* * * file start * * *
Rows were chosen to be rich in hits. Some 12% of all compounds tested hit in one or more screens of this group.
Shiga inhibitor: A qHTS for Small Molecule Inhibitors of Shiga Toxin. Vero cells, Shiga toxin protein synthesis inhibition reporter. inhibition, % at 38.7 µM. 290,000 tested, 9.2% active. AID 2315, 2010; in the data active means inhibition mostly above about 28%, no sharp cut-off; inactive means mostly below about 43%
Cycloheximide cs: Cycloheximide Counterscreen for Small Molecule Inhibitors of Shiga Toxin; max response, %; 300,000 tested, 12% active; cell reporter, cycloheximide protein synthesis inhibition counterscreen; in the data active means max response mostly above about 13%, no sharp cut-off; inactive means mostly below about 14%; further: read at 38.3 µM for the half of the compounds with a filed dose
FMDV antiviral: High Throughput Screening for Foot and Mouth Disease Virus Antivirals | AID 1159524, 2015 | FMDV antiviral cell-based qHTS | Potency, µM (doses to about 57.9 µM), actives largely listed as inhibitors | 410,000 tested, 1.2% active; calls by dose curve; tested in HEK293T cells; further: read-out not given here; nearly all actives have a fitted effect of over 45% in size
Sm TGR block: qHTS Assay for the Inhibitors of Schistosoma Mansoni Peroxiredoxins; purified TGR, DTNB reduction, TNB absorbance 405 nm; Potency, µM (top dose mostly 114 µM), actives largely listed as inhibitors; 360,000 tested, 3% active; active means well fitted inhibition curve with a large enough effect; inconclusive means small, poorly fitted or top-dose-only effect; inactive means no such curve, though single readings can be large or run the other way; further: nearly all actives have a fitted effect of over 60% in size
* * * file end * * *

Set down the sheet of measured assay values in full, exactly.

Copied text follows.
Rows were chosen to be rich in hits. Some 12% of all compounds tested hit in one or more screens of this group.
Shiga inhibitor: A qHTS for Small Molecule Inhibitors of Shiga Toxin. Vero cells, Shiga toxin protein synthesis inhibition reporter. inhibition, % at 38.7 µM. 290,000 tested, 9.2% active. AID 2315, 2010; in the data active means inhibition mostly above about 28%, no sharp cut-off; inactive means mostly below about 43%
Cycloheximide cs: Cycloheximide Counterscreen for Small Molecule Inhibitors of Shiga Toxin; max response, %; 300,000 tested, 12% active; cell reporter, cycloheximide protein synthesis inhibition counterscreen; in the data active means max response mostly above about 13%, no sharp cut-off; inactive means mostly below about 14%; further: read at 38.3 µM for the half of the compounds with a filed dose
FMDV antiviral: High Throughput Screening for Foot and Mouth Disease Virus Antivirals | AID 1159524, 2015 | FMDV antiviral cell-based qHTS | Potency, µM (doses to about 57.9 µM), actives largely listed as inhibitors | 410,000 tested, 1.2% active; calls by dose curve; tested in HEK293T cells; further: read-out not given here; nearly all actives have a fitted effect of over 45% in size
Sm TGR block: qHTS Assay for the Inhibitors of Schistosoma Mansoni Peroxiredoxins; purified TGR, DTNB reduction, TNB absorbance 405 nm; Potency, µM (top dose mostly 114 µM), actives largely listed as inhibitors; 360,000 tested, 3% active; active means well fitted inhibition curve with a large enough effect; inconclusive means small, poorly fitted or top-dose-only effect; inactive means no such curve, though single readings can be large or run the other way; further: nearly all actives have a fitted effect of over 60% in size